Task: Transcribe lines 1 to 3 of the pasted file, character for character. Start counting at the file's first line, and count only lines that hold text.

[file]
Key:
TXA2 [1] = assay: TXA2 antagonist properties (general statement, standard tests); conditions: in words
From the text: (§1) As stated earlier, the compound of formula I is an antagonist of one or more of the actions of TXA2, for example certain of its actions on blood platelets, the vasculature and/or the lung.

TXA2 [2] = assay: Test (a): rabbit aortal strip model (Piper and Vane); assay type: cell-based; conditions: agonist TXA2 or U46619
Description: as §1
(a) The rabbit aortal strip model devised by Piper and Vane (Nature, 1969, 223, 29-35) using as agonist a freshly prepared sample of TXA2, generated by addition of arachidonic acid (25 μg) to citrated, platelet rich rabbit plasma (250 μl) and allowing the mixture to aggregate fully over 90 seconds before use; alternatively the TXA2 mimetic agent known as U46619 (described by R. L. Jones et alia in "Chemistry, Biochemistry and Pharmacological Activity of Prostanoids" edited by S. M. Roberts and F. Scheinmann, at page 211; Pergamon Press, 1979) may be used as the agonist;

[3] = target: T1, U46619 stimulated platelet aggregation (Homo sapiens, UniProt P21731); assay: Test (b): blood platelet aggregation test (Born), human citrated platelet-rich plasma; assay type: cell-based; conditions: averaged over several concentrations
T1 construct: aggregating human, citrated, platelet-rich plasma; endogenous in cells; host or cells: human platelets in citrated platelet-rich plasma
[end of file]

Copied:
Key:
TXA2 [1] = assay: TXA2 antagonist properties (general statement, standard tests); conditions: in words
From the text: (§1) As stated earlier, the compound of formula I is an antagonist of one or more of the actions of TXA2, for example certain of its actions on blood platelets, the vasculature and/or the lung.